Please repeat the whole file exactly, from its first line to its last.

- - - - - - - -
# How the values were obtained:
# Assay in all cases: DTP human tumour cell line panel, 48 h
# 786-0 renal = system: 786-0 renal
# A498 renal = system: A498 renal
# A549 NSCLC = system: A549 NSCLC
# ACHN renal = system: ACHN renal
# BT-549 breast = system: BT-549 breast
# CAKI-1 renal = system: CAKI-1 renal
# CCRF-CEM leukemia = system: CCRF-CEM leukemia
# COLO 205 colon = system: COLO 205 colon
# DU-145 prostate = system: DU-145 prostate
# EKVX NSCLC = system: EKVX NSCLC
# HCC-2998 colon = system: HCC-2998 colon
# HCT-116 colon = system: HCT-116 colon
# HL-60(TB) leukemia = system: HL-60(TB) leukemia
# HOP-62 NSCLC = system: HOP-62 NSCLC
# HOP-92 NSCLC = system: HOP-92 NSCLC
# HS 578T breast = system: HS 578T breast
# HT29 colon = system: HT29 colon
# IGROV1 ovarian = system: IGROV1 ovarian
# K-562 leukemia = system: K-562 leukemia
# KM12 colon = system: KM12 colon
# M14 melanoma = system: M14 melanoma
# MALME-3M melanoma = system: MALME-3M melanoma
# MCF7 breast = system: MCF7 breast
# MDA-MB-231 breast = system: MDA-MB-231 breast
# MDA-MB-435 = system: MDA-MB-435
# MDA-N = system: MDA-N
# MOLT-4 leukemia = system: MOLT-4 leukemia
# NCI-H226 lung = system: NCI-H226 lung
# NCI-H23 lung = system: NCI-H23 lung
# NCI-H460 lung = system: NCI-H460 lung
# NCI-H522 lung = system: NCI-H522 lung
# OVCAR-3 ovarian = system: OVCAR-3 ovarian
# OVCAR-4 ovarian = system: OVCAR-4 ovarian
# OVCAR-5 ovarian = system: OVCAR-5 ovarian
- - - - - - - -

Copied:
# How the values were obtained:
# Assay in all cases: DTP human tumour cell line panel, 48 h
# 786-0 renal = system: 786-0 renal
# A498 renal = system: A498 renal
# A549 NSCLC = system: A549 NSCLC
# ACHN renal = system: ACHN renal
# BT-549 breast = system: BT-549 breast
# CAKI-1 renal = system: CAKI-1 renal
# CCRF-CEM leukemia = system: CCRF-CEM leukemia
# COLO 205 colon = system: COLO 205 colon
# DU-145 prostate = system: DU-145 prostate
# EKVX NSCLC = system: EKVX NSCLC
# HCC-2998 colon = system: HCC-2998 colon
# HCT-116 colon = system: HCT-116 colon
# HL-60(TB) leukemia = system: HL-60(TB) leukemia
# HOP-62 NSCLC = system: HOP-62 NSCLC
# HOP-92 NSCLC = system: HOP-92 NSCLC
# HS 578T breast = system: HS 578T breast
# HT29 colon = system: HT29 colon
# IGROV1 ovarian = system: IGROV1 ovarian
# K-562 leukemia = system: K-562 leukemia
# KM12 colon = system: KM12 colon
# M14 melanoma = system: M14 melanoma
# MALME-3M melanoma = system: MALME-3M melanoma
# MCF7 breast = system: MCF7 breast
# MDA-MB-231 breast = system: MDA-MB-231 breast
# MDA-MB-435 = system: MDA-MB-435
# MDA-N = system: MDA-N
# MOLT-4 leukemia = system: MOLT-4 leukemia
# NCI-H226 lung = system: NCI-H226 lung
# NCI-H23 lung = system: NCI-H23 lung
# NCI-H460 lung = system: NCI-H460 lung
# NCI-H522 lung = system: NCI-H522 lung
# OVCAR-3 ovarian = system: OVCAR-3 ovarian
# OVCAR-4 ovarian = system: OVCAR-4 ovarian
# OVCAR-5 ovarian = system: OVCAR-5 ovarian